It takes years, even decades, to build a solid brand reputation. Yet, one single negative review is sometimes all it takes to taint a brand’s image and name. This is where online reputation management (ORM) comes in. Companies must have an online reputation management strategy to protect their image and safeguard their bottom line. Further to that, they must choose between proactive ORM vs reactive ORM and long-term ORM vs short-term ORM to reduce reputational risk.
Ninety-eight percent of consumers read online reviews for local businesses, and 94 percent of them avoid a company due to a bad review. This much is clear: One negative review is enough to cause significant damage to a company’s brand reputation. In this case, the company must respond with a reputational damage repair strategy or crisis management plan.
Proactive vs Reactive Online Reputation Management
An online reputation management strategy is becoming more of a necessity than a nice-to-have tactic for businesses. In developing a reputation management plan, companies need to choose between the following:
- Proactive online reputation management (proactive ORM)
- Reactive online reputation management (reactive ORM)
While these approaches vary, they are nonetheless necessary measures. The two ways one can look at them are:
- Proactive ORM reduces but does not eliminate the need for a reactive ORM.
- Reactive ORM is a response to a crisis, the consequences of a failure, or lack of a proactive ORM.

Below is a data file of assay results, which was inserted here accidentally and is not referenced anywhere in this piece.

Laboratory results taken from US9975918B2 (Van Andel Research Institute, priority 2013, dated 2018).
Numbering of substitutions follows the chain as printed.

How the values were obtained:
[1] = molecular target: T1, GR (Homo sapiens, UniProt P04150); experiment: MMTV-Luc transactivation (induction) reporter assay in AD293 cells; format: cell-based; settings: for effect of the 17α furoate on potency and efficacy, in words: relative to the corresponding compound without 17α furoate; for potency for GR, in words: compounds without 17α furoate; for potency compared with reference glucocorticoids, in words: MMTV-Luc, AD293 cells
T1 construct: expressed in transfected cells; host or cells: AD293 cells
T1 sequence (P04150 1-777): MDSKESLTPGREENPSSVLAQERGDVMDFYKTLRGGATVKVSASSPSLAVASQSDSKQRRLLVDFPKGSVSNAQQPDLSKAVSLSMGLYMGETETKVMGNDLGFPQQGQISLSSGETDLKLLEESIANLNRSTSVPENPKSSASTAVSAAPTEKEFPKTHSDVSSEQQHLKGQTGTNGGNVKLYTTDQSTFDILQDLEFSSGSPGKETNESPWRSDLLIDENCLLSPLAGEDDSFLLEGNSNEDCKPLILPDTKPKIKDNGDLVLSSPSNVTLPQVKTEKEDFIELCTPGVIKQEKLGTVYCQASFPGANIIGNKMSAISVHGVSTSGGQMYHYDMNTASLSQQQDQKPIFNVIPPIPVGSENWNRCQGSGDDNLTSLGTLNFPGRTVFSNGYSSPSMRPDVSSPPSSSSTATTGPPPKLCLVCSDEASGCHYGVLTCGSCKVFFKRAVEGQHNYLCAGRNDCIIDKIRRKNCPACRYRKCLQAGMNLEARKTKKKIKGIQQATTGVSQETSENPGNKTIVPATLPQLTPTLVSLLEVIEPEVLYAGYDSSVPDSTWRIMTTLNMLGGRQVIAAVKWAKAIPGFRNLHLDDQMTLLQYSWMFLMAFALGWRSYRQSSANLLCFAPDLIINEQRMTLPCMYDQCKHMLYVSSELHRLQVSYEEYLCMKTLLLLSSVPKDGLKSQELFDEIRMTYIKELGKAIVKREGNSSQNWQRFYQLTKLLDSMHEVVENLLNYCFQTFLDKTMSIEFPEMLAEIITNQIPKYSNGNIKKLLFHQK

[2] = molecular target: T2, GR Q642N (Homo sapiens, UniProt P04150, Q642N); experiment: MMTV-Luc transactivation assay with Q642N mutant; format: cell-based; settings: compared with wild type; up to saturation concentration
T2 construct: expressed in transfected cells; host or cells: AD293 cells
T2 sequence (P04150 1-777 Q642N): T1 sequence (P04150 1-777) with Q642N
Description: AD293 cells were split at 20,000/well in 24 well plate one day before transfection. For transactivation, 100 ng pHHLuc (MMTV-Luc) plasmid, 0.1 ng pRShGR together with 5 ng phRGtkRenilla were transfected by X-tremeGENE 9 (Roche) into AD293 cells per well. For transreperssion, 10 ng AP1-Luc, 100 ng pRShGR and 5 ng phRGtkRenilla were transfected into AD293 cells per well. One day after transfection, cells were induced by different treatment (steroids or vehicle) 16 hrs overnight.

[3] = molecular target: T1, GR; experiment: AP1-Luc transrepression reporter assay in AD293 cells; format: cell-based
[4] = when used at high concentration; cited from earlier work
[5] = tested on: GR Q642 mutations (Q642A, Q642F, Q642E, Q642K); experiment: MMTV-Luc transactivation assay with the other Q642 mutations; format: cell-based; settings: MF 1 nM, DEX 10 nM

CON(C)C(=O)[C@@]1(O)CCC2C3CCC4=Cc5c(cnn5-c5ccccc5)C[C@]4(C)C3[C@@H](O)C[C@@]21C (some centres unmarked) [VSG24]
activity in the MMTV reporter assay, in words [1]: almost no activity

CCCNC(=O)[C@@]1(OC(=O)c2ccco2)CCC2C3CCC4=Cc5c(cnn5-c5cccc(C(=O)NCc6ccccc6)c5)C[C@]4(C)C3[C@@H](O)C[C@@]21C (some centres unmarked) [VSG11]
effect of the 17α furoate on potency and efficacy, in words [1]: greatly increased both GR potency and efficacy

Proactive Online Reputation Management
Proactive reputation management refers to the act of managing reputation early. Its goals are to:
- Enhance brand reputation and strengthen brand loyalty.
- Use ORM as a marketing strategy to attract more customers and increase conversion rates.
Compared to many other digital marketing and advertising strategies, it is relatively cheaper and easier to implement. In addition, enhancing a brand reputation is more manageable than attempting to repair a ruined reputation.
Reactive Online Reputation Management
Brand damage is imminent when a customer shares a negative post, comment or review online. Once it occurs, reactive ORM, which is essentially a crisis management plan, becomes necessary.
Managing reputational risk is less challenging for established brands than for unknown brands. One reason is that they have already built a solid foundation to help them cope. On the other hand, a lesser-known brand may not withstand the backlash.
Long-Term ORM vs Short-Term ORM
In general, a reputation management plan is a long-term reputation management strategy. Keep in mind that besides enhancing brand reputation, attracting more customers and increasing conversions, ORM also aims to prevent the need to repair reputational damage. In preventing disruptions caused by reputational risks, businesses can focus on growth.
Reactive ORM, essentially, is a short-term reputation management strategy. It is a response to a negative situation that has already occurred.
Proponents of proactive ORM can argue that a long-term reputation management strategy is the best approach. For example, positive review generation, a tactic commonly used in ORM, helps a business increase its sales. That is because 80 percent of consumers stated they trust companies with 4-, 4.5- and 5-star ratings.
Still, one should never underestimate the importance of a short-term reputation management strategy. One reason is that many consumers think perfect or near-perfect 5-star ratings are “too good to be true.” For this reason, around 80 percent specifically seek negative reviews. In other words, consumers find brands with a mix of positive and negative reviews more trustworthy.
So while negative reviews help a brand establish trustworthiness, it is also necessary to implement a short-term reputation management strategy – a reputational crisis response.